By Kiernan Green
A location for Toronto’s first Indigenous district has been decided, with Ryerson acting as a “long-term” community supporter, according to Ward 27 councillor Kristyn Wong-Tam.
In January, The Eyeopener reported that the city planned to establish an Indigenous business district at Jarvis and Dundas streets to provide the services needed to allow Indigenous businesses to grow. The district’s name and cost were as of then undecided.
Councillor Wong-Tam launched the idea and is working with her team and other Indigenous business community members to bring it to fruition.
Meetings are currently being planned for the near future and new stakeholder information will be provided to aboriginal interest groups affected by the project.
Wong-Tam said that the centre for the planned Indigenous business district—currently called the Indigenous Centre for Social Innovation (CSI), as a placeholder name—will be located on the first two floors of a 42-story condo tower at the intersection of Jarvis and Dundas streets currently being built.
The district’s name will remain undecided by the city, allowing the Indigenous community of the area to name the area themselves.
Wong-Tam estimates that the price of the real estate secured by city for the CSI is around $13 million, and that another $13 million will be required to fixture and brand the space with “Indigenous informed art” and a multi-performance stage. Talks with Toronto’s Economic Development and Culture Division are ongoing to decide upon the operating dollars required for the development, said Wong-Tam.
The centre will act as an incubator to help Indigenous businesses develop. Membership to the district will be available to the public for a fee, which will allow for exclusive sales and rent of the performance stage.
“We want to be able to make sure that there is at least one destination—a very clearly marked and branded destination—that is a dynamic Indigenous business and cultural district. We hope that it will be a prominent and premier destination,” said Wong-Tam.
She added that the district’s sphere of influence along Dundas street could stretch as far east as the Don Valley river, and as far west as Beverly and St. Georges streets.
Jean Paul (JP) Gladu, president of the Canadian Council for Aboriginal Business, said the district will help to recognize the input of Indigenous business in the Canadian economy.
Last year, Indigenous peoples contributed over $30 billion to Canada’s GDP, with around $12 billion of that figure coming from Indigenous businesses, he said.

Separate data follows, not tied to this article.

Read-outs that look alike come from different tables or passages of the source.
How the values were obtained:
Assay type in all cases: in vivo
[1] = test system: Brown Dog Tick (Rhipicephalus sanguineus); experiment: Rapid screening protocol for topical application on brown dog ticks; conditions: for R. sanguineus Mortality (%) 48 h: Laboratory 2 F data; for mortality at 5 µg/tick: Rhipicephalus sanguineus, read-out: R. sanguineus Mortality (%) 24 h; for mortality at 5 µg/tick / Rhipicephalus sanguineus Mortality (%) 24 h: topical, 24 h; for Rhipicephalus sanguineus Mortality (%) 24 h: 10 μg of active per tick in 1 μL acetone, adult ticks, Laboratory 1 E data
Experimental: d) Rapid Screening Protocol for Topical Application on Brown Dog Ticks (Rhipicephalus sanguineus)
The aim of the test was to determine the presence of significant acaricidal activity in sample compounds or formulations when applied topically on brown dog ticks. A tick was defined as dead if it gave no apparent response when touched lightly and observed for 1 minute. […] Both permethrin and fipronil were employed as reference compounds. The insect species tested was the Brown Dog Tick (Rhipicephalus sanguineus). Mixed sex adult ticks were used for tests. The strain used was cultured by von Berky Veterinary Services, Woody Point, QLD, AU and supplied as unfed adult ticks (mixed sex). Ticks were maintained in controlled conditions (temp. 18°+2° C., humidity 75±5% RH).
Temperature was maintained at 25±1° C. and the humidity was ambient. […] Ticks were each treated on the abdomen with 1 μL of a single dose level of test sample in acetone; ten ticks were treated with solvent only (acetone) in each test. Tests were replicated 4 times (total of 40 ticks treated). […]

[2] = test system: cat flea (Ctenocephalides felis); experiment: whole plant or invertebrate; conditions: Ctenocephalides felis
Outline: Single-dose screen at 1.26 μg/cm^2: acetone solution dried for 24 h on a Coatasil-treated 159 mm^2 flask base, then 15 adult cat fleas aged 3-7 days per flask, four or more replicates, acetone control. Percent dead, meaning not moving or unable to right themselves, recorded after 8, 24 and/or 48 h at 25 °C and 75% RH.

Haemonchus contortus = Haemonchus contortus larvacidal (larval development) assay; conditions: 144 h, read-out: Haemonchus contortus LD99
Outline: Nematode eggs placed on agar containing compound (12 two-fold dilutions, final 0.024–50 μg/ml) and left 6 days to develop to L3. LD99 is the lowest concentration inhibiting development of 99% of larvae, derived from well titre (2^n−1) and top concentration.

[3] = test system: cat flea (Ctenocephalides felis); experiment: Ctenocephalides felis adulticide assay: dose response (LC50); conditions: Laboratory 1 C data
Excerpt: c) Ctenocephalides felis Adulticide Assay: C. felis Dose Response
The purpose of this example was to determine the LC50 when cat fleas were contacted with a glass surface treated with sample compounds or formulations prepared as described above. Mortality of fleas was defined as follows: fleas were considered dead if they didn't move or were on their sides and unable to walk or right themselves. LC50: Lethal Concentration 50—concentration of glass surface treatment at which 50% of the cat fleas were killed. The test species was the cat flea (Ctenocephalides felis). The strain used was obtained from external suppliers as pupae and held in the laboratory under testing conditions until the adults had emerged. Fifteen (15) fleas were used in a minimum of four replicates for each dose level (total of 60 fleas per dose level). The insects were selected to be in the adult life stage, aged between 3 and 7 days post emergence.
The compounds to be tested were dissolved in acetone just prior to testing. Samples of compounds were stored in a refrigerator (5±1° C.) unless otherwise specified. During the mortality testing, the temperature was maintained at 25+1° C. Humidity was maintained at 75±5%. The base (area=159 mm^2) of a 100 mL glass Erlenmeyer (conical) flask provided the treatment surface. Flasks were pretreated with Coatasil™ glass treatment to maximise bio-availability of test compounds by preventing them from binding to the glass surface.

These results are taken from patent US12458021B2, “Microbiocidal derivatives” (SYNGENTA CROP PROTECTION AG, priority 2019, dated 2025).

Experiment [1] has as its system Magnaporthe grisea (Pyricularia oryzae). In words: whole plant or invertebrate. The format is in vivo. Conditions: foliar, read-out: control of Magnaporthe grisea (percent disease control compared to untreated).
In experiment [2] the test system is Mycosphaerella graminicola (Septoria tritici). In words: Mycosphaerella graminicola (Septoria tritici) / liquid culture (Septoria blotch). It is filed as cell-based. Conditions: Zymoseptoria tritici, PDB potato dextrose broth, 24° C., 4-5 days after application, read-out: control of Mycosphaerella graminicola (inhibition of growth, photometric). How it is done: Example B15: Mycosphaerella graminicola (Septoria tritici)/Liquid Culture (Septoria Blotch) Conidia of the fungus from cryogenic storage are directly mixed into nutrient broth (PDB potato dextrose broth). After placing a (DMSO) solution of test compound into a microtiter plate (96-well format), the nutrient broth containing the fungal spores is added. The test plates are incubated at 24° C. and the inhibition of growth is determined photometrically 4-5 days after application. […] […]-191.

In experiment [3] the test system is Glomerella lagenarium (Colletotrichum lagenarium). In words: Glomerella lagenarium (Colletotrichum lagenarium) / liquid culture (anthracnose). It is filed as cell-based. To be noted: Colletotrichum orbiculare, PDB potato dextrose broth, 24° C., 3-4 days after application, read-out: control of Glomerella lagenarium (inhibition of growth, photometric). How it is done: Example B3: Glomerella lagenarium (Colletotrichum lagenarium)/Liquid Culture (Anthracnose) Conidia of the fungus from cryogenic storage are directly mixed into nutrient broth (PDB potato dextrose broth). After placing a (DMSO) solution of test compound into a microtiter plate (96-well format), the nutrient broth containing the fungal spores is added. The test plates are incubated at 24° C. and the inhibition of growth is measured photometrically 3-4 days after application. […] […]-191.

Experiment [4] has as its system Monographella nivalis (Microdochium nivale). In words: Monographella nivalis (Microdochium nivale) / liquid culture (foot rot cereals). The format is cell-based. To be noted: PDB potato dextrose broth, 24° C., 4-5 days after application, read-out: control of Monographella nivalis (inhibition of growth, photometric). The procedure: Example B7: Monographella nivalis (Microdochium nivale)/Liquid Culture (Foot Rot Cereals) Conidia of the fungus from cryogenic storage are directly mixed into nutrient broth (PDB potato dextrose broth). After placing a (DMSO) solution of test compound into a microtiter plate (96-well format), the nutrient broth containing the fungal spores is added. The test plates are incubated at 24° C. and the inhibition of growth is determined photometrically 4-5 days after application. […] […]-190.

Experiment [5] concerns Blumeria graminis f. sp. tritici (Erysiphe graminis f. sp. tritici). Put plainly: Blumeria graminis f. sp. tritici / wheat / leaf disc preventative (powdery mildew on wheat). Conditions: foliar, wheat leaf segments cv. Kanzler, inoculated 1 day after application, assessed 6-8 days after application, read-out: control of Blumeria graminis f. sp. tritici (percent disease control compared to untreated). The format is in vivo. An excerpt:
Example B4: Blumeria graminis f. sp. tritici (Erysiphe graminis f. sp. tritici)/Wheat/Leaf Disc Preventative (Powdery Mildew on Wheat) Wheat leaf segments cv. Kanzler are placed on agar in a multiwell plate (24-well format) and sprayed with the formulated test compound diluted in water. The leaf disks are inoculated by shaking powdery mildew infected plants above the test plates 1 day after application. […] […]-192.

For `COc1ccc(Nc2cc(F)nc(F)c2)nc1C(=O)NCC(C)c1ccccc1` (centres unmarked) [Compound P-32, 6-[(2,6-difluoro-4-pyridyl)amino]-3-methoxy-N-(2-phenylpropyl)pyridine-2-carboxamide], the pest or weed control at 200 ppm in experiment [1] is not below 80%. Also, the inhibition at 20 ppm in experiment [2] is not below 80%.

“It’s important that we can get together and celebrate our success and share that with other Canadians. Business is such a good way of doing that because we can build our economy,” said Gladu via email. “Momentum behind this project is growing. It’s going to take a multitude of players to make this a reality.”
Ryerson University has been one of these players and a “long-term community supporter” said Coun. Wong-Tam. In making reference to the DMZ and fashion incubators such as the Fashion Zone and the Joe Fresh Centre for Fashion Innovation, she said Ryerson has been a point of reference for “expertise in incubator start-ups.”
Ryerson is involved in discussions with city hall but has not confirmed its direct involvement with the district, according to the university’s office of public affairs over email.
In an attempt to build a strong Indigenous community surrounded by supportive partners, Wong-Tam said that she considers Ryerson both an Indigenous and institutional partner because of the university’s Indigenous community and the influence of the university in Toronto’s downtown core.
The University of Toronto’s ONRamp space, the MaRS Discovery District on College Street, and the Polsky Center for Entrepreneurship and Innovation in Chicago have also been points of reference for the Indigenous business district’s development.
Wong-Tam said that the next step for her and her team is presenting their plans for the district to the Toronto Aboriginal Support Services Council by the end of November.
She said since January, her office has been in conversation with aboriginal interest groups such as the Indigenous Place Making Council, the Native Canadian Centre of Toronto, the Canadian Council for Aboriginal Business, the Metis Nations of the Toronto/York Region Council, the Mississauga New Credit First Nation, the Six Nations of the Grand River, and the Native Women’s Resource Centre of Toronto – the latter of which she said was one of the “biggest champions” in the districts development.
By January 2018, she said she plans to have figured out a budget for the district with Toronto’s Economic Development and Culture Division and to present the plans of the district to Toronto’s Aboriginal Affairs Committee.